Revi Meicier

Revi-Meicler- Hope II. Third Coast National Biennial 2020. K Space Contemporary.

I am interested in creating a visual experience of the passage of time and the sense of impermanence…things moving, transforming, disassembling. I attribute my artistic perspective to my childhood relocations and immersions into different cultures. Born in Israel, I later immigrated to France and the United States. My parents, grandparents, and great-grandparents immigrated several times in their lifetimes as well. I believe these generational displacements and cultural shifts resulted in a genetic memory of the impermanence of time and place.

Tell us about the work you have in this exhibition.

Revi Meicler, Third Coast National, K Space Contemporary

Hope II
40 x 40 x 2 inches
on panel (watercolor, acrylic, charcoal, oil)
$4,000.00 (SOLD)

Hope II is a work created in the early stages of the coronavirus quarantine. It is influenced by my mood of the early days when I thought the quarantine would last for only a few months…2 months max. I was hopeful that we would be free to move around soon. I was also being introspective and seeing the virus as a messenger urging us to recognize that we are interconnected; that we coexist on this small planet.

I created a short video about the current series created during the coronavirus.

What draws you to your chosen medium, what do you love about it?

My process relies on discovery which happens during the creation of the work. Photography plays a big role. I take many photographs daily and pay attention to the composition. I push the colors trusting that the images I spend so much time with will imprint themselves in my mind. and I am curious to see which colors and shapes surface in my work. I am also very interested in observing how the images on the camera differ from the images the human eye can see. Once I begin to paint, it is very much an additive layering process using different media; a slow construction without a road map; an exercise in patience as I wait to get inspired for the next layer. During the wait and because I am not a patient person by nature, I work on paper…mostly drawings and printmaking. I then deconstruct those images by cutting and reassembling the images. Collage has played an important role in my process for many years. Pairing media and textures that are otherwise unrelated forces new associations and creates interruptions that translate to something unfamiliar for the viewer. It helps me to create a visual language of transformation. The eye jumps around and connects the pieces to somehow form an understanding of the image. Connecting the pieces to create an understanding of one’s surroundings is how I believe a person assimilates when immersed in unfamiliar environments. It is not a linear learning as we are taught in school. It is a slow construction without a road map.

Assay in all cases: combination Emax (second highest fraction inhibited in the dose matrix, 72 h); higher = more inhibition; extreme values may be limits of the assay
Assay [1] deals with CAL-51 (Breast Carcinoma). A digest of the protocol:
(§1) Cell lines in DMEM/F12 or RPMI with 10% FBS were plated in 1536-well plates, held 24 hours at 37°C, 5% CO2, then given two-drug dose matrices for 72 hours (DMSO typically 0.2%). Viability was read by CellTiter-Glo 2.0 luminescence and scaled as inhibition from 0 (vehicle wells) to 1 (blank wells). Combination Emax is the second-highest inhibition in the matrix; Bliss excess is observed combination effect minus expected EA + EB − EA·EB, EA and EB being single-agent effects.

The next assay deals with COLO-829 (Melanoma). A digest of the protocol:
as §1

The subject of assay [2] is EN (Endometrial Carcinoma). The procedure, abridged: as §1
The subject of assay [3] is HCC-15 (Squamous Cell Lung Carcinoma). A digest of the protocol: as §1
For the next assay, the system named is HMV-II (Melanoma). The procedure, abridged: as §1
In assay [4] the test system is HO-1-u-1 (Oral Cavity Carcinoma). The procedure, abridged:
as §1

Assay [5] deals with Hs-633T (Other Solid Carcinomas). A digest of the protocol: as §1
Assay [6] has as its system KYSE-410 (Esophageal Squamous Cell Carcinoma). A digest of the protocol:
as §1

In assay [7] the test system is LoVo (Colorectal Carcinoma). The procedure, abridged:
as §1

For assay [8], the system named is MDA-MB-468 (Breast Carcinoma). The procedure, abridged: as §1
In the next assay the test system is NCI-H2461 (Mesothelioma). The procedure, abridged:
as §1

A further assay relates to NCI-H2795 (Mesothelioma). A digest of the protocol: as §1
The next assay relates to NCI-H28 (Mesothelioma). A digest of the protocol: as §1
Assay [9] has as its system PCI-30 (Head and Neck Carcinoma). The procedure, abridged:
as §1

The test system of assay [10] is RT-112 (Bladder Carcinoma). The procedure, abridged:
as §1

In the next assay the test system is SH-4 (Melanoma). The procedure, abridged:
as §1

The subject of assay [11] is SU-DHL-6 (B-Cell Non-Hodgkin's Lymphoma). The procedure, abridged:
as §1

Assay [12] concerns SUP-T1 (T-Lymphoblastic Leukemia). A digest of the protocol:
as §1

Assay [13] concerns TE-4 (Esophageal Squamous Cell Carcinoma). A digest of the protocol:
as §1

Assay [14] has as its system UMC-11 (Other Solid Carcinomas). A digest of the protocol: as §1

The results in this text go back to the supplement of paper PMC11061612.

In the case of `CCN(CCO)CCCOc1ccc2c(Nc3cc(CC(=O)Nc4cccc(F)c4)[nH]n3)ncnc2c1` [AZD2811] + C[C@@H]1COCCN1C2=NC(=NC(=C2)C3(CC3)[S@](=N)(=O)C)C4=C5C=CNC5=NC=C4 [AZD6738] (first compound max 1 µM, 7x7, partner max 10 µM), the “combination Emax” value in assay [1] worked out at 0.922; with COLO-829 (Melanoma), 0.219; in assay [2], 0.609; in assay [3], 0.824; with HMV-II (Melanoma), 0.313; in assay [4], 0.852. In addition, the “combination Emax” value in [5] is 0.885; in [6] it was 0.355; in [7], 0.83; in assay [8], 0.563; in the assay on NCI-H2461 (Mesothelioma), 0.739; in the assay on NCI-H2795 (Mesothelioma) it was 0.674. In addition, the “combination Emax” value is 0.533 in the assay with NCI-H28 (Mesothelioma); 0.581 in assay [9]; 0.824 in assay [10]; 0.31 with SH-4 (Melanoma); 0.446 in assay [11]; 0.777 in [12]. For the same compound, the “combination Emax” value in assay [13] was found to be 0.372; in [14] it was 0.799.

What inspires you to make art?

I find inspiration from my environment, road trips, long walks, things I read, music I listen to, current events and other artists. I take a huge amount of photographs and although I don’t refer to them directly when I am painting, I know the images are imprinted in my mind and the colors and shapes will somehow emerge in the work. One of the artists I admire is David Hockney for his compositions, use of color and especially for his understanding that the camera does not capture what the human eye sees.

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